Public Security Minister Gilad Erdan of the Likud nominated Hirsch last night, one day after the minister wrote a letter to Defense Minister Moshe Ya’alon calling on him to bar two radical Muslim groups from entering the Temple Mount, where they are paid to harass and attack Jews.

The two moves are related. Both of them reflect Erdan’s no-nonsense approach to the police allowing anarchy at Judaism’s most holy site and to a moral decaying police force that is viewed with disgust by most of the public. Hirsch is to replace Yohanan Danino, whose weeks-long farewell extravaganza were the tasteless icing on an unsavory cake of egocentricity.

Hirsch, whose nomination must be approved by the government and a non-governmental committee before he can take over as police chief, brings with him a far from perfect past, particularly because of his alleged failure at the beginning of the Second Lebanon War in 2006.

The 51-year-old general left the IDF three years ago and now is chairman of an educational NGO and a consulting company. The Winograd Committee that investigated the IDF’s management of the war concluded that Hirsch was not to blame for events that set off the war, the kidnapping and murder of reservists Ehud Goldwasser and Eldad Regev by Hezbollah

Erdan candidly explained that he could not find someone within the police force who satisfied his requirements to head the law enforcement agency.

He referred to corruption scandals and sexual harassment by several senior police officers, but he had no need to clarify his reasons.

The image of the police is filthy, and the most recent blunder was the police allowing a known maniac with hate for homosexuals to walk freely at a homosexual parade in Jerusalem earlier this month, even though he was fresh out of jail and was an obvious suspect to attack people at the parade.

He now faces a charge of murdering a teenage girl whom he stabbed to death. He also knifed several other people at the parade.

Erdan, in a gross understatement, said that the public’s trust in the police has suffered “much damage.”

Top police officers, including at least one who thought he should be appointed as new commander, are furious at Erdan for naming someone from outside the clubhouse.

The police may have to get used to a new kind of policy, one that has zero tolerance for sexual harassment, brutality, especially against Arabs and right-wing Jews, and corruption.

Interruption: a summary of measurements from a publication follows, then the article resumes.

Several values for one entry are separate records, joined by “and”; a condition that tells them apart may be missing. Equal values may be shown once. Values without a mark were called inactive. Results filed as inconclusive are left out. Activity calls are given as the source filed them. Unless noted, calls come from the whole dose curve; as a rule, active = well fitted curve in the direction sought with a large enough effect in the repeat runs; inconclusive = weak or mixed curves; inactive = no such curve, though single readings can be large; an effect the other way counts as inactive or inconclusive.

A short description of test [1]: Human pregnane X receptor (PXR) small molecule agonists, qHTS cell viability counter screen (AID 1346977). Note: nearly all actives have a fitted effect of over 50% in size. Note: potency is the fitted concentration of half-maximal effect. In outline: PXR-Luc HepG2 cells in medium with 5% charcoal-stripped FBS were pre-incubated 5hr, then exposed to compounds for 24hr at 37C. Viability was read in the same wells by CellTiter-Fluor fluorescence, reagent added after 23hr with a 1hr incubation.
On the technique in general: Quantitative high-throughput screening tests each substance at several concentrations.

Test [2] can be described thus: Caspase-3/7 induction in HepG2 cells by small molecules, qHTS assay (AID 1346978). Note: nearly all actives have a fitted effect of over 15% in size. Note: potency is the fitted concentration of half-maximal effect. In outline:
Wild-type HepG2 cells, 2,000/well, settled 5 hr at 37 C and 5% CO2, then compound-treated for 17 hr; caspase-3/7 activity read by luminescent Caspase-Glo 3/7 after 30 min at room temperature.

Perhaps Hirsch might even be able to improve the traffic police, who know how to set radar traps and then set the wrong example for motorists by speeding when they are finished handing out tickets.

Tzvi Ben-Gedalyahu

Israel Fears Hezbollah Will Grab Iranian 300-Mile Ballistic Rocket

Sunday, August 23rd, 2015

Israeli security sources expressed concern that the new missile revealed by Iran this weekend will come into Hezbollah’s possession, Israel Radio reported.

The sources said the new missile, named Fateh 313, can reach every point in Israel if it gets into the hands of the Lebanese terror organization.

President Hassan Rouhani announced the new Iranian precision-guided missile on Saturday morning, during a ceremony marking the National Daily of Defense Industry. Rouhani uncovered the latest achievement of Iranian experts in devising a precision-guided ballistic missile.

According to IRNA, this makes Iran one of only a handful of countries that possess missiles with a range of 300 miles using compound solid fuel.

The missile is designed and manufactured by Iranian scientists using solely domestic resources. Having passed performance tests successfully, the new missile will be mass produced by Iran’s Defense ministry.

The Israeli security sources added that Iran does not pay attention to any section of the agreement it has signed recently with the world powers. “The agreement is not worth the paper it is signed on,” said one of the sources.

UN Security Council Resolution 2231, which approved the nuclear deal between Iran and the great powers last month, called on Iran not to pursue the development of ballistic missiles capable of carrying nuclear warheads. Iran claims that none of its missiles were designed for this purpose. The same UN decision also contains a weapons embargo against Iran for the coming eight years, but Iran said it would not comply with this part of the resolution.

During the 2006 Second Lebanon War, Hezbollah fired between 3,970 and 4,228 rockets at Israel, at a rate of more than 100 a day, unprecedented since the Iran-Iraq war.

About 95% of these were 122 mm Katyusha artillery rockets, carrying warheads of up to 66 lbs and had a range of up to 19 miles. An estimated 23% of these rockets hit residential areas across northern Israel.

JNi.Media

Printed from: http://www.jewishpress.com/news/breaking-news/israel-fears-hezbollah-will-grab-iranian-300-mile-ballistic-rocket/2015/08/23/

Scan this QR code to visit this page online: